It is a strange line of argument, since pundits have written reams on how social media has limited penetration. To claim that farmers and other local folk in Muzaffarnagar were getting incited by updates on social media is beyond ridiculous! Did Sardesai have proof that tractor-riding farmers checked their Blackberries and iPhones for Twitter updates? Did he hear of villagers who took a break from rioting to check their Facebook periodically? If not, his allegations are baseless and HE can be accused of rumour-mongering.

Please note that unlike social media, mainstream media still has huge reach and clout in these areas. Rumours tend to spread due to lack of information and the consequent floating of half truths and conjecture. Instead of playing ostrich, if media had done their job and reported the situation earlier, the administration would have been pressurised to act in time. Moreover, a lot of rumours on the ground could have been quashed at inception.

Sardesai’s allegation was particularly galling since his own colleague Ashutosh, Managing-Editor at IBN7, went to town with rumours. He made some very serious allegations without providing a shred of corresponding evidence!

trategy 2: Victimhood

The best form of defence is to play victim. When there was a backlash against Ashutosh (and Sardesai) for their unprofessional behaviour, instead of apologizing or retracting, this is how they responded:

Strategy 3: When a story can’t be hidden, muddy the waters

In a case where the Uttar Pradesh Government clearly messed up, the blame was generously apportioned to various parties (excluding the Congress). This was bolstered with random speculation. In any politically charged situation, one expects finger pointing and deflection attempts by politicians. However, one does not expect the media to be a party to this game.

This is how NDTV Editor Barkha Dutt chose to spin the story. Thankfully, Kiran Bedi (former top-cop and social activist) called her out for it:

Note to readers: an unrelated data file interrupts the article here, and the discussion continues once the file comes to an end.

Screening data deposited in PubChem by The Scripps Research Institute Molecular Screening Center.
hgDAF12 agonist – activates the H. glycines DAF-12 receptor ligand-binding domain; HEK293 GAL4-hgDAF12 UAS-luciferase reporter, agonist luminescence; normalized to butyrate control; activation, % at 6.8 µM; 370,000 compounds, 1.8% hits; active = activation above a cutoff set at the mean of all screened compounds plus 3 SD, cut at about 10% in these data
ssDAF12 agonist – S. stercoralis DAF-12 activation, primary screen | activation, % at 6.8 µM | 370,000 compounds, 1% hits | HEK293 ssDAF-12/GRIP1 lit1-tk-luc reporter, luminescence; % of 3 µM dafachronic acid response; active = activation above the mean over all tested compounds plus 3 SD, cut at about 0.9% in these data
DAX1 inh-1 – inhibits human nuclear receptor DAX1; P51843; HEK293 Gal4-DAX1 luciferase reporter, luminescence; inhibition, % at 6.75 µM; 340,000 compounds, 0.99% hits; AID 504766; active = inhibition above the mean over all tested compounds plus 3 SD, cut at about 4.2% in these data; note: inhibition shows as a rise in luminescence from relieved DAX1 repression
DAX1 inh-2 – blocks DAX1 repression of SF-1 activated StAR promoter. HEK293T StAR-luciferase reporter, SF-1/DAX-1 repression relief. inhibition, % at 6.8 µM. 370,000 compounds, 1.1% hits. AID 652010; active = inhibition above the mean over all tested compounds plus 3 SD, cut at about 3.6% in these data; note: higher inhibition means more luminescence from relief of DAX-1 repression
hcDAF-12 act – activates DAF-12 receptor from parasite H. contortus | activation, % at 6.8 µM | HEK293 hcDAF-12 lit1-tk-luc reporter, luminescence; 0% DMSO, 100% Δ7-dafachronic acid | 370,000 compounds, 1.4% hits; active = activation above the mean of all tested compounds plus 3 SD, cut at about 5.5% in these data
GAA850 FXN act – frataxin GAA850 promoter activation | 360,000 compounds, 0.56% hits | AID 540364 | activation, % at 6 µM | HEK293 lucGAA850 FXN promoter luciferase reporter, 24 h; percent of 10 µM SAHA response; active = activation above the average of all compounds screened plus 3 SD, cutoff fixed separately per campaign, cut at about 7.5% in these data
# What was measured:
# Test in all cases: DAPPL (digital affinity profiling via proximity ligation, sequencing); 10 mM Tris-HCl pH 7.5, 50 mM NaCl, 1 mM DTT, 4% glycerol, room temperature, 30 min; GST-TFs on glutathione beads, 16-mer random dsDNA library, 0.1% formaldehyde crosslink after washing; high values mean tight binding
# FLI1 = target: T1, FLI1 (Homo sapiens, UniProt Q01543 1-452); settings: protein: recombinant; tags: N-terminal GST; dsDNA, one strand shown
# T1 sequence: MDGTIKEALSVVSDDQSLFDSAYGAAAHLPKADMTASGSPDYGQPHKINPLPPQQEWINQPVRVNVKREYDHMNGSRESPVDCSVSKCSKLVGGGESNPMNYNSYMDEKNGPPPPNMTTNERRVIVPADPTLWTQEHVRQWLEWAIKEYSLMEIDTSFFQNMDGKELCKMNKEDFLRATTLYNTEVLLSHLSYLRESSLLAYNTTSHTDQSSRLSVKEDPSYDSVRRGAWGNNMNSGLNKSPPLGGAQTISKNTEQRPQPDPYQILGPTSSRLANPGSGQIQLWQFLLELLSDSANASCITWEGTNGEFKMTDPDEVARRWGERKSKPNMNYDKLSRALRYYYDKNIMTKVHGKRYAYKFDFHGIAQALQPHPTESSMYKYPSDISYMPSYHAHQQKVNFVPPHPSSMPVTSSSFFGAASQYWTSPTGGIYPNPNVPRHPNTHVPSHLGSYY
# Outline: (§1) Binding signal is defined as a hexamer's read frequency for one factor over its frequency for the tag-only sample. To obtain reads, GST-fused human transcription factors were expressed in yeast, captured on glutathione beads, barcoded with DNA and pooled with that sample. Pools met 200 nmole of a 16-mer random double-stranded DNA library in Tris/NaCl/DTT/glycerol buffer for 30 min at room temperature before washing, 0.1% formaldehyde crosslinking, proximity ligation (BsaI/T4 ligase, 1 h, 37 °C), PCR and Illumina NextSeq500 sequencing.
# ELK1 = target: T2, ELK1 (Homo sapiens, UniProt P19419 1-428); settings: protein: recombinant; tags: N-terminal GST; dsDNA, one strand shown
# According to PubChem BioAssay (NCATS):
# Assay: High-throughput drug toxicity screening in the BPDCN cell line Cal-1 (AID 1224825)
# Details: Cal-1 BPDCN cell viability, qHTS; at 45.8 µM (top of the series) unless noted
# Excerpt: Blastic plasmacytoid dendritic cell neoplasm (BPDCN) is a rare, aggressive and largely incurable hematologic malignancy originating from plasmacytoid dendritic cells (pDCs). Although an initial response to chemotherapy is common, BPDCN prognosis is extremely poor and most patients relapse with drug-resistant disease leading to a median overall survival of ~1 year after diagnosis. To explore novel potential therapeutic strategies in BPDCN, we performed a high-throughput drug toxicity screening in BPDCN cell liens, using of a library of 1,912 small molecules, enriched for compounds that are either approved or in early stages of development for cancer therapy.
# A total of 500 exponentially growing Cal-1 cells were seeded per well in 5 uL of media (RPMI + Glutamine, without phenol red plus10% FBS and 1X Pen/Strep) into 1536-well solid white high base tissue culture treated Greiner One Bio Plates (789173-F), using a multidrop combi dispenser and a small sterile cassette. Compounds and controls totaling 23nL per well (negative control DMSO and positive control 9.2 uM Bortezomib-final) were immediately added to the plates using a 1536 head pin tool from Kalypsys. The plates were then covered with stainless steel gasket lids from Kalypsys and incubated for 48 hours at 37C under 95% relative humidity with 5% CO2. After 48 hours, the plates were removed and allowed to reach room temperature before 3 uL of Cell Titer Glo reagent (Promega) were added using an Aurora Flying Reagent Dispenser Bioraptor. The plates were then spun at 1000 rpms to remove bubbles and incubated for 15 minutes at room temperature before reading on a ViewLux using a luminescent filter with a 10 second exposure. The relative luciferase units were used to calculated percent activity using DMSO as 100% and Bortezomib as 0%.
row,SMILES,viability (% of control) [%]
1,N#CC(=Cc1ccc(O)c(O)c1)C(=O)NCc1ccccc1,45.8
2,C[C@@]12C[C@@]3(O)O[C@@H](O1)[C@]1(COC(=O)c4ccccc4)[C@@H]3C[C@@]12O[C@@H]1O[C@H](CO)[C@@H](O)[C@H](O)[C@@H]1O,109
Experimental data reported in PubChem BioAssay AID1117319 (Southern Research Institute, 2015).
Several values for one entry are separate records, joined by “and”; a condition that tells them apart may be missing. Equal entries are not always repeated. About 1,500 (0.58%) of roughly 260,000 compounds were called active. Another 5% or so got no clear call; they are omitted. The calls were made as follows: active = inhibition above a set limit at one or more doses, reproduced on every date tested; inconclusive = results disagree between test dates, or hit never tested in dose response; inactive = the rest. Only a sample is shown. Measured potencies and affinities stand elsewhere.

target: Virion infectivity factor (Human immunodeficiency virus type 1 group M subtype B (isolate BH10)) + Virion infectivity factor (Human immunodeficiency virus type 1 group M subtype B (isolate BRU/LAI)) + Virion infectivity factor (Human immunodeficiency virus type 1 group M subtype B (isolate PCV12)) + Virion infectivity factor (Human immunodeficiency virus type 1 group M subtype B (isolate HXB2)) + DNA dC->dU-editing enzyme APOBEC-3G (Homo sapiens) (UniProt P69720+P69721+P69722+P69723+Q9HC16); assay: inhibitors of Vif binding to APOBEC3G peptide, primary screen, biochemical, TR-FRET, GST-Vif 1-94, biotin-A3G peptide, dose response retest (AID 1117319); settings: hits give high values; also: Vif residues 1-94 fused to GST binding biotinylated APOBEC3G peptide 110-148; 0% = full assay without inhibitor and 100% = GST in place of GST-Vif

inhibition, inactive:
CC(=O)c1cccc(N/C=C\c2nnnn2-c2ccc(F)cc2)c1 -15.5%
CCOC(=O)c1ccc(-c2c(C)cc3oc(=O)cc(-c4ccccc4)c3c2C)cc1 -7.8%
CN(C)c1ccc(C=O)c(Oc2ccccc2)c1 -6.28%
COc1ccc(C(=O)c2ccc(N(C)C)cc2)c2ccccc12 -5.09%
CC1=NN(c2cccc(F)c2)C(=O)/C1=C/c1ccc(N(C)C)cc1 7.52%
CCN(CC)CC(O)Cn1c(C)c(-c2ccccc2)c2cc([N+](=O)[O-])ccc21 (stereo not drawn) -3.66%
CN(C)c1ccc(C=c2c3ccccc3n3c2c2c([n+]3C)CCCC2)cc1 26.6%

The tweet raised an important point. Either the Chief Minister of a State was largely responsible for administration, or he was not. How could rules be applied differently in different States, depending on the political sympathies of a journalist?

If Barkha Dutt’s response was strange, a couple of tweets by Nikhil Wagle of IBN Lokmat were disturbing!

Here Wagle tweeted the opinion of tainted cop Sanjiv Bhatt (whose wife contested on a Congress ticket against Narendra Modi).

Note how he also echoes Senior Congress spokesperson Digvijay Singh’s standard allegation to drag in the Bharatiya Janta Party (BJP).

ave to disprove. Surely, if he is making a serious allegation, the burden of proof lies with him. Without substantive justification, he is merely spreading rumours. Am I the only one who thinks this is an ethical issue?


It is amazing that until the lid blew off, not one news channel or major publication thought it was important to cover the UP riots or analyse the tensions which have been simmering for over a year. No one thought it was important to have people on the ground to present a balanced view. When journalists abdicate their responsibility of reporting news, it is a problem. When hysteria and soundbytes replace content, it is a bigger problem. But when news is substituted with selective reporting, unsubstantiated allegations, deliberate misrepresentation, and feigned victimhood, it is a crisis! Unfortunately, this is not an isolated case but a growing and worrying trend.

Now the question is: Are we, the viewers, going to respond to this trend with muteness too? Or are we going to do something about it? Do write in with your views and suggestions.